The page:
Leave Her to Heaven: Iconically Gene Tierney
"'Young woman, you ought to be in pictures,'" recalled Gene Tierney in her autobiography. "That line was not even new in 1938. But I listened." And how. It's not every day a studio film director says that to a teenager touring the Warner Bros. lot with her family. "Among Hollywood discovery stories, mine might not rank with Lana Turner's, sipping a soda at the counter of Schwab's drugstore. But as far as I am aware, no other actress was discovered right in the studio." Not until 20th Century Fox's Darryl F. Zanuck spied her dancing in a nightclub of her native New York two years later did Tierney (1920-1991) finally model the big screen's proverbial glass slipper. Fritz Lang, John Ford, Josef von Sternberg, Ernst Lubitsch, and Joseph L. Mankiewicz all spun the young, exotic beauty in their vehicles. The Razor's Edge, Leave Her to Heaven, Night and the City: more trophy-case Tierney. In the end, her Viennese champion, Otto Preminger, iconicized her for the ages in 1944's Laura. Even after Tierney's mental collapse, the director's Advise & Consent (1962) gave her a penultimate starring role. "That was Laura, but she's only a dream," sang Johnny Mercer. That was Gene Tierney. Raoul Hernandez
Films screen Tuesdays, 7pm, at the Alamo Drafthouse Downtown (409 Colorado). Admission is $4 or free for AFS members and new members signing up at the venue or online at www.austinfilm.org.
Oct. 17: Heaven Can Wait
Oct. 24: Laura
Oct 31: Where the Sidewalk Ends
Nov 7: Leave Her to Heaven
Nov 14: The Ghost and Mrs. Muir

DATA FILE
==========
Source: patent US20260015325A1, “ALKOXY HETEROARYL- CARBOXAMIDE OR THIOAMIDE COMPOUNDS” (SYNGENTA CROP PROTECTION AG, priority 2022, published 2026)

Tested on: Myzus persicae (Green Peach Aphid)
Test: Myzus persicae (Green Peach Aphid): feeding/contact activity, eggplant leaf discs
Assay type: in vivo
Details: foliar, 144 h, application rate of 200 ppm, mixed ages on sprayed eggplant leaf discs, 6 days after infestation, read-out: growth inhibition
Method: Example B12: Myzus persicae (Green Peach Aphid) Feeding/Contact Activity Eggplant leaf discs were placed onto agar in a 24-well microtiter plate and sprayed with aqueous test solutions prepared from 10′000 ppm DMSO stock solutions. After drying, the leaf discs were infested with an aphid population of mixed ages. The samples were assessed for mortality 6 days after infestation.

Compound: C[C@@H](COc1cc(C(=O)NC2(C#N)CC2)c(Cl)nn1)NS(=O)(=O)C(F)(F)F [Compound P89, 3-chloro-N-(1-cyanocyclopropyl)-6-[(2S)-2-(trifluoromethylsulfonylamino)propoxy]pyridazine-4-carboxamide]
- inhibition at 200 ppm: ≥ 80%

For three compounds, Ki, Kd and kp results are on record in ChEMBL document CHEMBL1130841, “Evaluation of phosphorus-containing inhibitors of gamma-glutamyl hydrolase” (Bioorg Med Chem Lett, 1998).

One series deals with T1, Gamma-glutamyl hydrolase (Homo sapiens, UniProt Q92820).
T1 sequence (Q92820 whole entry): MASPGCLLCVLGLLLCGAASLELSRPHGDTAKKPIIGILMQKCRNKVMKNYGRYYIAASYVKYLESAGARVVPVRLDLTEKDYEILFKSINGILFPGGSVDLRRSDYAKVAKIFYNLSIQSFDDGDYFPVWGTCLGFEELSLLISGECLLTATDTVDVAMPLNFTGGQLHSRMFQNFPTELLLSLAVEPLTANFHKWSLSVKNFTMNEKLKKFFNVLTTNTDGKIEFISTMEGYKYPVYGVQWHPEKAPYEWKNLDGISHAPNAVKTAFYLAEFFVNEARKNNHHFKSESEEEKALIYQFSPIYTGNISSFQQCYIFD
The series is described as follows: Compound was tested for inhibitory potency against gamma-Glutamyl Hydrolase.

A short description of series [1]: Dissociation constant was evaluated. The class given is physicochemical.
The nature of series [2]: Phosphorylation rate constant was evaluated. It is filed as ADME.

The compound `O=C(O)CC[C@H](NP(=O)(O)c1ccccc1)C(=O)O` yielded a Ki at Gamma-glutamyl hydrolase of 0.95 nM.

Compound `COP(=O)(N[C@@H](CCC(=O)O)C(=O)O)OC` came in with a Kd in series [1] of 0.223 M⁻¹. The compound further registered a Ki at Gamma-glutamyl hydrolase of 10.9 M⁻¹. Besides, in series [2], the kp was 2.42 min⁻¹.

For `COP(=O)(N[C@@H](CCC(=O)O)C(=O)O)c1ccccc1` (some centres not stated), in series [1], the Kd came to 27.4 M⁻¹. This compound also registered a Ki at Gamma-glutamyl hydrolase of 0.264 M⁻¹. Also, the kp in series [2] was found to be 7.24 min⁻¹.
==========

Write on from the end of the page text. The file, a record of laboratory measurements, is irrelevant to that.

Presented by the Austin Film society at the Alamo Drafthouse Downtown (409 Colorado):
Tues 17 Oct 7pm
HEAVEN CAN WAIT
Directed by Ernst Lubitsch, 1943, 20th Century Fox, Technicolor, 35mm, 113 min.
Cast: Gene Tierney, Don Ameche, Charles Coburn, Marjorie Main, Eugene Pallette, Spring Byington, Laird Cregar
The grand pooh-bah of Hungarian hilarity, Ernst Lubitsch, completed only one other parlor room delight before his death, Tierney's gothic drug muddle Dragonwyck (1946) the first of three late-career directorial efforts finished by Fox fill-ins (Joseph Mankiewicz and Otto Preminger on the final duo). Heaven Can Wait bequeaths a bittersweet last waltz, meditating on death and the passage of time, with Ameche opening the film in hell as a repentant NYC playboy and the 22-year-old Tierney his long-suffering Technicolor angel. "From its opening scene, there is no question that Heaven Can Wait is the work of a master in such total command of his craft that he doesn't have to flaunt it," posits Scott Eyman in Ernst Lubitsch: Laughter in Paradise. "The mood is loving, relaxed, richly nostalgic, and assured."
Tues 24 Oct 7pm
Directed by Otto Preminger, 1944, 20th Century Fox, B&W, 35mm, 87 min.
Cast: Gene Tierney, Dana Andrews, Clifton Webb, Vincent Price, Judith Anderson
Moviedom owes gossip godfather Walter Winchell a gold-encrusted fedora and trench coat for inadvertently convincing studio boss Darryl "Last Cut" Zanuck against an alternate ending on film noir's most romantic beguilement. "I threw everything out," wrote Preminger, "all the retakes, put the old ending back, and had a preview, and it was brilliant." Note-perfect, actually, Dana Andrews the street detective who falls in love with a murdered socialite (Tierney), while dogging her gigolo fiancée (a priceless Vincent Price), his mistress (Anderson), and Laura's acid-tongued gossip columnist, Waldo Lydecker (Clifton Webb). Joseph LaShelle's Oscar-winning cinematography and David Raksin's title song deepen the mystery. "That is the story of how Laura became a success and how I became a director again," concludes Preminger.